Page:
What can you expect?
Board members attend board meetings (currently being held via Zoom), act as ambassadors at select evening and weekend events, give of their expertise and wisdom and make a personal financial contribution to the extent that they can. A Board member’s term is three years, with a two-term limit. Service on the Board of Directors is unpaid.
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Celebrating the Journey | Make Art with José and Lauren | Hello Rebeca Garcia-Gonzalez | Classes Starting Soon | From Our Neighbors, For Our Neighbors
Celebrating the Journey
Reception for Art of the African Diaspora
Saturday, March 20, 2021, 3-4:30pm
Join us for a special online event celebrating the artists – past, present and future – who make Art of the African Diaspora possible. This event is presented in partnership with Rhythmix Cultural Works.
Featuring 130 artists, the online exhibition for Art of the African Diaspora 2021 is now open! Special events accompanying the exhibition will be happening throughout March, April and May. Visit richmondartcenter.org/exhibitions/aotad2021 to learn more.
Free online guided drawing session with Lauren Ari! With special guest Richmond Art Center’s executive director José Rivera!
Friday, March 5, 12:30-1:30pm
Join Richmond artist Lauren Ari this Friday, March 5 at 12:30pm for a free lunchtime session of guided drawing and relaxation. And meet Richmond Art Center’s new(ish) Executive Director José Rivera! All ages and levels of experience welcome. Simply bring plain white paper and a pen/pencil.
Interview with Teaching Artist Rebeca Garcia-Gonzalez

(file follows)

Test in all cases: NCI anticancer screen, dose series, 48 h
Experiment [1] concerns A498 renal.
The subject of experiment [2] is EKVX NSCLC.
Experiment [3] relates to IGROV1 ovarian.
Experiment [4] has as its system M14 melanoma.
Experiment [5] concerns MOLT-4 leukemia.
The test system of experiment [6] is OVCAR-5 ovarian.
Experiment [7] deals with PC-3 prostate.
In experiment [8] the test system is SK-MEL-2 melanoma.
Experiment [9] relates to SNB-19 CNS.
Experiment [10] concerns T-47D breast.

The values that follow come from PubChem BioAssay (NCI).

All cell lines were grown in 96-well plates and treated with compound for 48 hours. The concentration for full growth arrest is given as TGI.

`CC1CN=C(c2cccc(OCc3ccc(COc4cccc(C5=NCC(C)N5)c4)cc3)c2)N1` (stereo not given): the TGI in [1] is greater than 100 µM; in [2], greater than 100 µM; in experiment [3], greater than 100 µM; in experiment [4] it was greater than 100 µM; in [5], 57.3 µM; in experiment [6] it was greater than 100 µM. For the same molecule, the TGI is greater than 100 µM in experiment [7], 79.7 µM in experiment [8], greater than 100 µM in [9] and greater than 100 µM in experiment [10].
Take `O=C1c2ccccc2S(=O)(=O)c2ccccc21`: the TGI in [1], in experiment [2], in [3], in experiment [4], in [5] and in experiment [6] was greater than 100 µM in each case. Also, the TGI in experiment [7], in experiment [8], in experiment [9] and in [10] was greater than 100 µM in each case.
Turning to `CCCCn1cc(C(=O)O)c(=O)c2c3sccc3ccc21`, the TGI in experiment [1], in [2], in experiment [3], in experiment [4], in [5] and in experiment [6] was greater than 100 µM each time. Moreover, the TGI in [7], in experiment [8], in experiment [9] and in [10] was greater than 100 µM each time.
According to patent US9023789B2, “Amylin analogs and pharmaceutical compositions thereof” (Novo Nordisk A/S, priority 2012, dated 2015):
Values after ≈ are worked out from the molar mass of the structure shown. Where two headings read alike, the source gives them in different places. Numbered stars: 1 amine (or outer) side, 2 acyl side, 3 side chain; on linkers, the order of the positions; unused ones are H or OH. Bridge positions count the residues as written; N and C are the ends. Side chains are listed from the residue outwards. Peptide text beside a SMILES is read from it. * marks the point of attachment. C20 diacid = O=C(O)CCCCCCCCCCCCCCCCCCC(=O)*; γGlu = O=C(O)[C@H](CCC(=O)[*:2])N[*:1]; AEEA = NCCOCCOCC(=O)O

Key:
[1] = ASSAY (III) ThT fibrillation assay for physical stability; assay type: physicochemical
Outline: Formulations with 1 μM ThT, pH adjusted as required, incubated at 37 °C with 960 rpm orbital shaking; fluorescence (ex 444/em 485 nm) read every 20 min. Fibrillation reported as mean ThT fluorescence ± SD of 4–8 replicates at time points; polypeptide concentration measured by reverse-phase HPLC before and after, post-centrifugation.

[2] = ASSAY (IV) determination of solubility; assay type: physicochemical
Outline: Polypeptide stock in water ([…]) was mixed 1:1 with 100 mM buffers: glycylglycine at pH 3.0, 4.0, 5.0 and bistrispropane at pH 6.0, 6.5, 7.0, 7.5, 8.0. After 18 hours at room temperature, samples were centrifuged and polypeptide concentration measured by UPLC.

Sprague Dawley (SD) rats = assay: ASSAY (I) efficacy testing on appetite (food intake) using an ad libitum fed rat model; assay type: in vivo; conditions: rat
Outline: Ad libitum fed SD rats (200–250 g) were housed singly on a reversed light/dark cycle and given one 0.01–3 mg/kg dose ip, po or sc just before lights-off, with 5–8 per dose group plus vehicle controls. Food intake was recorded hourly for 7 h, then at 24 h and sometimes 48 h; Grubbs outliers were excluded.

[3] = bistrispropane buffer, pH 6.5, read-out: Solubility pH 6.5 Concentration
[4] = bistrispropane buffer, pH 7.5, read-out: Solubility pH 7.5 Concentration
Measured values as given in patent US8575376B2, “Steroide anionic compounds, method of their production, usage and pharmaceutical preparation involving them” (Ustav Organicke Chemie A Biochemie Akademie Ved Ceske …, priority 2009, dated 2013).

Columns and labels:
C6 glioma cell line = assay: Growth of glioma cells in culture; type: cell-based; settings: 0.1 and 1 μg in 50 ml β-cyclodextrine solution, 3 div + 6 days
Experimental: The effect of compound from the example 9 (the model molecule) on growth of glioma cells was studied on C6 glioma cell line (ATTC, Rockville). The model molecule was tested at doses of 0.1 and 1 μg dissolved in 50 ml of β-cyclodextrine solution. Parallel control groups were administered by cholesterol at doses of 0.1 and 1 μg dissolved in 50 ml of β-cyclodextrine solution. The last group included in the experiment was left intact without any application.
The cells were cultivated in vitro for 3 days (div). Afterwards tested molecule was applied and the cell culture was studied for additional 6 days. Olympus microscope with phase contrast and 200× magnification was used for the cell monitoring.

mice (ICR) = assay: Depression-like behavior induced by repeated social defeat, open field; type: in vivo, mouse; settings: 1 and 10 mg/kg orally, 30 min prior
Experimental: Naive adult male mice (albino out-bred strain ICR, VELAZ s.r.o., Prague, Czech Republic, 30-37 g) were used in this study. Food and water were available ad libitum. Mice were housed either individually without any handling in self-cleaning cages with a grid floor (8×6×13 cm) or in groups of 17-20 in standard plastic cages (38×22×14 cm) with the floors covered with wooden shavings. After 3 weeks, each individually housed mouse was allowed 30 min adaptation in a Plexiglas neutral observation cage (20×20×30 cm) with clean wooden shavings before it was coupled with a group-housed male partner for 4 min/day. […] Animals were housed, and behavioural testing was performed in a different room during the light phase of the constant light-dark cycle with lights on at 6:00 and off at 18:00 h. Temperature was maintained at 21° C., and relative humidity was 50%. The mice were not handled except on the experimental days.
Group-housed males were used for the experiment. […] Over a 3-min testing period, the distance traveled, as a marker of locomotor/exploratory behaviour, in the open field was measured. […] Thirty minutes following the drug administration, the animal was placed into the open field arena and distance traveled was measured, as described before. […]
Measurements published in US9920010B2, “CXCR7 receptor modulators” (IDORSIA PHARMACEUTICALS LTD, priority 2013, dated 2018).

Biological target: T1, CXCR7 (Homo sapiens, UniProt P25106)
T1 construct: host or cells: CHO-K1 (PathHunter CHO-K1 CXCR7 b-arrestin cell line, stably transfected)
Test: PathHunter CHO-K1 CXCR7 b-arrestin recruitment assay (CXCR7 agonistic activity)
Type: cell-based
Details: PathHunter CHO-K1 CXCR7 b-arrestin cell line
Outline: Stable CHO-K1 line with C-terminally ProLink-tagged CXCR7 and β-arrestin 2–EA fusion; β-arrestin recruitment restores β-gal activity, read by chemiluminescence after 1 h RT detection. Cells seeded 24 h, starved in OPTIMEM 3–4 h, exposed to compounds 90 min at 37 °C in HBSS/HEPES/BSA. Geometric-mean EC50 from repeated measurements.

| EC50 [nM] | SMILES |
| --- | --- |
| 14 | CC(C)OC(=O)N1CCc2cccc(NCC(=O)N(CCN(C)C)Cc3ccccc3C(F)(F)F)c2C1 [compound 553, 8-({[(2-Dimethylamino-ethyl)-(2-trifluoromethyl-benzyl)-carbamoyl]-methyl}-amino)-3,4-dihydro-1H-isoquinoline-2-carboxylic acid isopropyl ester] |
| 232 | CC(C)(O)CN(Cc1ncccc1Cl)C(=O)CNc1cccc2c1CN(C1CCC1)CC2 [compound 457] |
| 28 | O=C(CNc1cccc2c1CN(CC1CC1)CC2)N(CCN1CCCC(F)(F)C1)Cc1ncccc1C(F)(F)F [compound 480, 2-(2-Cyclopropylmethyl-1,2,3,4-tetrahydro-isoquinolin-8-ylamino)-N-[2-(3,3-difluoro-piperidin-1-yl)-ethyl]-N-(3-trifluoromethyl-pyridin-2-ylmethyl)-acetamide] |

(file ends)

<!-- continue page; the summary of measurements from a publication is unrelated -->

“For a long time I have been pondering how to convey the tremendous loss in the Latino community covid has caused.” – Rebeca Garcia-Gonzalez
Rebeca Garcia-Gonzalez is a painter and a muralist living in Richmond whose creative practice focuses on social justice issues. We interviewed Rebeca about some of her recent projects, which include a large-scale mural at Pulman Portal Park in Richmond.
Did you know Richmond Public Library has free craft kits for adults? In March they are giving away this cool coloring tote. Call the library 510-620-6561 to make an appointment to pick one up (while supplies last!).
Rebeca Garcia-Gonzalez is a painter and a muralist living in Richmond whose creative practice focuses on social justice issues. She is Puerto Rican and often paints traditional subjects seen from the lens of her Latina perspective.
Rebeca chatted with Ilene Conde, Studio Education Manager at RAC, on January 28, 2021.
Can you please start by telling us about your current mixed media series?
For a long time I have been pondering how to convey the tremendous loss in the Latino community covid has caused. I first started thinking about this while working on a mural about the essential workers of the Pullman neighborhood, located at Pulman Portal Park, on the corner of Carlson Boulevard and Ohio Avenue. We had enough funding to make it large enough that people riding by on Bart could see it. The mural shows neighbors leaving for work while it’s still dark. There is a progression from dark to light, with people in uniforms, people with children and Richmond businesses and neighborhood homes in the background. The topic came out of meetings with the Richmond youth, who also painted most of the mural. They really wanted to show reality – so not everyone in the mural is wearing a mask. Some of the neighbors posed.
As the mural was being finished people in the neighborhood stopped to ask questions. They liked how the mural showed resolute people. People who looked strong, not sad. Yet it showed the reality of who is bearing the brunt of this battle against COVID. Towards the end of the mural, in late September 2020, one woman said it was hard for her to look at because it reminded her of all the lives lost.
How did it feel to hear this about your work?
It stayed with me. I started thinking how do you help people reflect on what has been lost. That was a challenge that I posed to myself. And also a way for me to process my own feelings about the pandemic.